A study of automated emergency braking systems (AEBS) on passenger cars by ETSC’s Austrian and Swiss members KFV and BFU, shows that significant improvements need to be made to performance in rain, fog, and poor light conditions.
The organisations carried out more than 200 tests to better reflect the range of real world conditions such as rainy weather, fog and poor light conditions, and by varying the test dummies and speeds compared to tests carried out by Euro NCAP who award star ratings for vehicle safety performance.
The authors say that by day and in clear weather, emergency braking systems work very well. On the other hand, the results of tests carried out under less favourable conditions are less good. In rainy weather, in fog or in bad light conditions, these systems do not always identify road users and do not systematically trigger emergency braking.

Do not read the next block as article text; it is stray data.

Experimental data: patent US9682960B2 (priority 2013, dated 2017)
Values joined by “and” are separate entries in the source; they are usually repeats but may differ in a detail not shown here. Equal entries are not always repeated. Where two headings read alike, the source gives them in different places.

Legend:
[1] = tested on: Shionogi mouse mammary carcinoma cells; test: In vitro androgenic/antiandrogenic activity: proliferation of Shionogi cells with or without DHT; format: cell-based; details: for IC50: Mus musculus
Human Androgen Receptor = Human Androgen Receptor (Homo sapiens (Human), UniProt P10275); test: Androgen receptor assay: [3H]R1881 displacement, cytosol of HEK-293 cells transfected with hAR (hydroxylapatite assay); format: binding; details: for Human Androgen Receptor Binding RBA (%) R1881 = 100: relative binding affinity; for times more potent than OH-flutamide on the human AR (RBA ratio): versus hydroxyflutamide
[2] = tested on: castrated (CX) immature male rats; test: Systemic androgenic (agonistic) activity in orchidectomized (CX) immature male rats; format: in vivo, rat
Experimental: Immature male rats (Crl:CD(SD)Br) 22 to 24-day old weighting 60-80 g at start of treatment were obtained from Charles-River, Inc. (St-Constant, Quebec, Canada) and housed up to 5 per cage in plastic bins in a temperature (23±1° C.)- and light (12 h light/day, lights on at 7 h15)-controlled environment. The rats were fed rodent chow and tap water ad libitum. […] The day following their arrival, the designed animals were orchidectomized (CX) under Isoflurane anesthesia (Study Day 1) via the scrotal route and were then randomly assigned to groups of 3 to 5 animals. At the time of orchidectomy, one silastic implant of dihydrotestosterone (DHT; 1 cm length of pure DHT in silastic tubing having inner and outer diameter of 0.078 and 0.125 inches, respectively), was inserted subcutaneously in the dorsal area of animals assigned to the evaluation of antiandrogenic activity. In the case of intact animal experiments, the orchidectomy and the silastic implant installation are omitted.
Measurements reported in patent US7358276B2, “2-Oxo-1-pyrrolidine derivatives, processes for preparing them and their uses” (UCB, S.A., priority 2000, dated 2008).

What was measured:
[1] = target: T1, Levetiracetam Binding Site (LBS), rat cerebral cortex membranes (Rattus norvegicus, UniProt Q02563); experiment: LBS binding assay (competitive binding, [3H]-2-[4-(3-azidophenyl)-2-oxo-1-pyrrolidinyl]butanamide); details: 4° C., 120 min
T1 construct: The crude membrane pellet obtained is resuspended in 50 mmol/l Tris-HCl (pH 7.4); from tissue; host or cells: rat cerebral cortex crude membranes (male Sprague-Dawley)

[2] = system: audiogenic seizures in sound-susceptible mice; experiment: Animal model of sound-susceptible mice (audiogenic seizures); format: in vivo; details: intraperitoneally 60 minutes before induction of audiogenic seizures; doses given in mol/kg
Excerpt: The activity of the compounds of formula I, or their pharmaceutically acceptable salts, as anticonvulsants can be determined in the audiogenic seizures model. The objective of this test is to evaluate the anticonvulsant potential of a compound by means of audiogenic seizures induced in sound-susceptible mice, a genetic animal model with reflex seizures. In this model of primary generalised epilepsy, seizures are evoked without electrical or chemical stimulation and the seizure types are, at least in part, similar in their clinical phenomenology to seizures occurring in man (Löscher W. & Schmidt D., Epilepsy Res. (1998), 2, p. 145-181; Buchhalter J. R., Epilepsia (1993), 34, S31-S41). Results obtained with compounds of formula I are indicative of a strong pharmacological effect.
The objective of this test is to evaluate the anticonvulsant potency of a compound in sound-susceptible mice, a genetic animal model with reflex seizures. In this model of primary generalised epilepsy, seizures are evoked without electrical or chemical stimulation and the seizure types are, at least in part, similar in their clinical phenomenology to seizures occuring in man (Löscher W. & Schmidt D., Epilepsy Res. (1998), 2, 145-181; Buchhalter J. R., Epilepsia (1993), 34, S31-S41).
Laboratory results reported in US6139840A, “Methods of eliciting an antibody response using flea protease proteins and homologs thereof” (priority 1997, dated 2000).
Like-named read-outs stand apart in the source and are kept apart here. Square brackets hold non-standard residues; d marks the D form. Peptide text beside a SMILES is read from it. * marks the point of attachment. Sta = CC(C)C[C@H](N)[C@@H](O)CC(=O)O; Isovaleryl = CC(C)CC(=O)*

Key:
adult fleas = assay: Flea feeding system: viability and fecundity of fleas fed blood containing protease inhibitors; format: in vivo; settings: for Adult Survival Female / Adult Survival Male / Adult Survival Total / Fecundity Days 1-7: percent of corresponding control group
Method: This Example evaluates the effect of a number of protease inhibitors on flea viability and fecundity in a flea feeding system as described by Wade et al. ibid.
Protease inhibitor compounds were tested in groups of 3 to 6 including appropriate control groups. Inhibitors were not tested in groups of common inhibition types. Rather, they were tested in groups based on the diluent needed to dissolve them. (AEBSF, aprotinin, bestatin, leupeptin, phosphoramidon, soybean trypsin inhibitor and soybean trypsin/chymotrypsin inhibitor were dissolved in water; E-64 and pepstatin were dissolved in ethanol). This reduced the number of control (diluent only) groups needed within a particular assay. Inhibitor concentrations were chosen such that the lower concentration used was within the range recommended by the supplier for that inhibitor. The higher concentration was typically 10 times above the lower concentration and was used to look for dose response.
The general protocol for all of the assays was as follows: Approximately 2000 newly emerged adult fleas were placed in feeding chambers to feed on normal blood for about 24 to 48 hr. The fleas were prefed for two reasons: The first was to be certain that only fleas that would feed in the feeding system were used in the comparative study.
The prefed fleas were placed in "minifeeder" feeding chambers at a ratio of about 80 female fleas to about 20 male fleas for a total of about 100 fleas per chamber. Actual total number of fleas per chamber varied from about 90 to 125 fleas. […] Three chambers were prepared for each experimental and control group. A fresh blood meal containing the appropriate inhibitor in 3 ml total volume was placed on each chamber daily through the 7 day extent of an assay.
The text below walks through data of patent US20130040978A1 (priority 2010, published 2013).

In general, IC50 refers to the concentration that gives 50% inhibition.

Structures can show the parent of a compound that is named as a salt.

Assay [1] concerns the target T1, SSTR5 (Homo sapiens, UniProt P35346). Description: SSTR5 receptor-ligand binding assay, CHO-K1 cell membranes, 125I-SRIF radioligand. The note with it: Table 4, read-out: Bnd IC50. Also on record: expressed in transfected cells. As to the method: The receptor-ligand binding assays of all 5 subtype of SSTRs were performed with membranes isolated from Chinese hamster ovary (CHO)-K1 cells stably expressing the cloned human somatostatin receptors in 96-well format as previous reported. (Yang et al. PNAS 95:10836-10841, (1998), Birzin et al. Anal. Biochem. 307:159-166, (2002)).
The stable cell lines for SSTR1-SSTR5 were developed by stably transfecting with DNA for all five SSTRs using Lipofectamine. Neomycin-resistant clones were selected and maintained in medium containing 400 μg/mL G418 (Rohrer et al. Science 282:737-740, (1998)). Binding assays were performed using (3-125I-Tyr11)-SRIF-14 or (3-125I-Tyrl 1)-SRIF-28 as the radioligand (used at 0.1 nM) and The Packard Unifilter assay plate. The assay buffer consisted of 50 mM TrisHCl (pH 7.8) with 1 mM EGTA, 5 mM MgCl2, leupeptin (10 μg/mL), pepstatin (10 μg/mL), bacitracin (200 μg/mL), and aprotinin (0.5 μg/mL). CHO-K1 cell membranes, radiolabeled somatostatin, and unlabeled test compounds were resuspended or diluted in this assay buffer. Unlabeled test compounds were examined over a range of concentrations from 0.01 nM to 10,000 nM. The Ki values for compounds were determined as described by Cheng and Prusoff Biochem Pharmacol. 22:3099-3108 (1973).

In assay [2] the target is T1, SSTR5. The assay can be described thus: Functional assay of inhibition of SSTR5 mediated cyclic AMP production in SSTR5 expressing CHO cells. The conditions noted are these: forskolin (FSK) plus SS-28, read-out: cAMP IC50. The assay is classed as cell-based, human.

In particular the research showed that in good light conditions, children, pedestrians and cyclists were correctly identified by the emergency braking systems, even when they only became visible when they crossed the road. The study also showed that the systems fitted to recent cars are much more effective than those found in older vehicles.
But the authors say that when the weather and light conditions are bad, drivers have a lower perception of other road users so it is all the more important that AEB systems are also reliable in these situations.